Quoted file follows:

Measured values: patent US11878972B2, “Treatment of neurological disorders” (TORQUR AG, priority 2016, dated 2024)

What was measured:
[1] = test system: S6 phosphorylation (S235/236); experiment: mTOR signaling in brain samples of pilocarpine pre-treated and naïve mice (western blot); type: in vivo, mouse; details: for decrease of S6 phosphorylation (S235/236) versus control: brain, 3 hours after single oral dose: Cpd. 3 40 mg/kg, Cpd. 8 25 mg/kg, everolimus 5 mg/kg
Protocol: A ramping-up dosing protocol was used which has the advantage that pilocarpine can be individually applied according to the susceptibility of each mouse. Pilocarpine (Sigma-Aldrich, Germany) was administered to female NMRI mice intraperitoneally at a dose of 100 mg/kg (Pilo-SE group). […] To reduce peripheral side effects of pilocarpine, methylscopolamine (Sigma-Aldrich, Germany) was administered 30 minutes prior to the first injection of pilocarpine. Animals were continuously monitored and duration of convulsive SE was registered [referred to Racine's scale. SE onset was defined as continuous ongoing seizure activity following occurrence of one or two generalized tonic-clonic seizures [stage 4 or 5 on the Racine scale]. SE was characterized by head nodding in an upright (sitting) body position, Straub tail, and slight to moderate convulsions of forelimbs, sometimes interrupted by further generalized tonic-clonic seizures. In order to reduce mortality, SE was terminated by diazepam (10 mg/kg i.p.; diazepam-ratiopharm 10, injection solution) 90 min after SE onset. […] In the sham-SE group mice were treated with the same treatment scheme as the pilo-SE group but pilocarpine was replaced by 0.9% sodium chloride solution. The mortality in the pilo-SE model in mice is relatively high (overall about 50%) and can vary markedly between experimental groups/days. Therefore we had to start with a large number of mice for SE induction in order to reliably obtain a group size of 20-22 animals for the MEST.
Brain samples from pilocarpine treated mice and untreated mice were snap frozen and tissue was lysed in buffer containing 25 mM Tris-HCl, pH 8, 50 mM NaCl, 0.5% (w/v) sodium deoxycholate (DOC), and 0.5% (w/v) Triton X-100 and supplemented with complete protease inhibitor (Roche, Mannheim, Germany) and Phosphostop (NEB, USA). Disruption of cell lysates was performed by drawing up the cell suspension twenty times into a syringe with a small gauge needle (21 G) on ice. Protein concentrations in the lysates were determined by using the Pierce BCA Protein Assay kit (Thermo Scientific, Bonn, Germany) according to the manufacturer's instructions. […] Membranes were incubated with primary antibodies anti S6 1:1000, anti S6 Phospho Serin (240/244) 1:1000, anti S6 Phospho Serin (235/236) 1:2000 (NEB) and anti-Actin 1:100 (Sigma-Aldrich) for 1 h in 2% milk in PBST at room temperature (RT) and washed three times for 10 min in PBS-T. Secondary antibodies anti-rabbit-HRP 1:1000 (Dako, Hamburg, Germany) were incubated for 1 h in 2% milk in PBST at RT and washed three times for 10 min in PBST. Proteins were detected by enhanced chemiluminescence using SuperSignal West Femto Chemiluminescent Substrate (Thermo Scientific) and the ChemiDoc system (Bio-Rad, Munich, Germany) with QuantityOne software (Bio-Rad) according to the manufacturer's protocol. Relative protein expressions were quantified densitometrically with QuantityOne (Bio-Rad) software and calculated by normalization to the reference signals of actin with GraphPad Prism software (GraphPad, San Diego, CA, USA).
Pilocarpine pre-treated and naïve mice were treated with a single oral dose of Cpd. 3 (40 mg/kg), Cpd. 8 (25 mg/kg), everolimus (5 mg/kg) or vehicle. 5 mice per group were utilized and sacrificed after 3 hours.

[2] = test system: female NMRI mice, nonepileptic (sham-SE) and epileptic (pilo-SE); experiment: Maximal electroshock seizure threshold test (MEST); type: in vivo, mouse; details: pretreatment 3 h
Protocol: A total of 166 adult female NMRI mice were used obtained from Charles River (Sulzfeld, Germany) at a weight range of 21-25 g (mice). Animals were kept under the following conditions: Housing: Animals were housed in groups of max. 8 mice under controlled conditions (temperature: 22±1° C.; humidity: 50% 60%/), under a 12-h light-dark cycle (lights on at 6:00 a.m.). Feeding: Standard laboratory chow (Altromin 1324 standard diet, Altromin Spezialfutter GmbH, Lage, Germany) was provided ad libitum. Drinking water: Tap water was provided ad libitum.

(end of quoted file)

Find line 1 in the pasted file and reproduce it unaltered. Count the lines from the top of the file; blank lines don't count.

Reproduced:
Measured values: patent US11878972B2, “Treatment of neurological disorders” (TORQUR AG, priority 2016, dated 2024)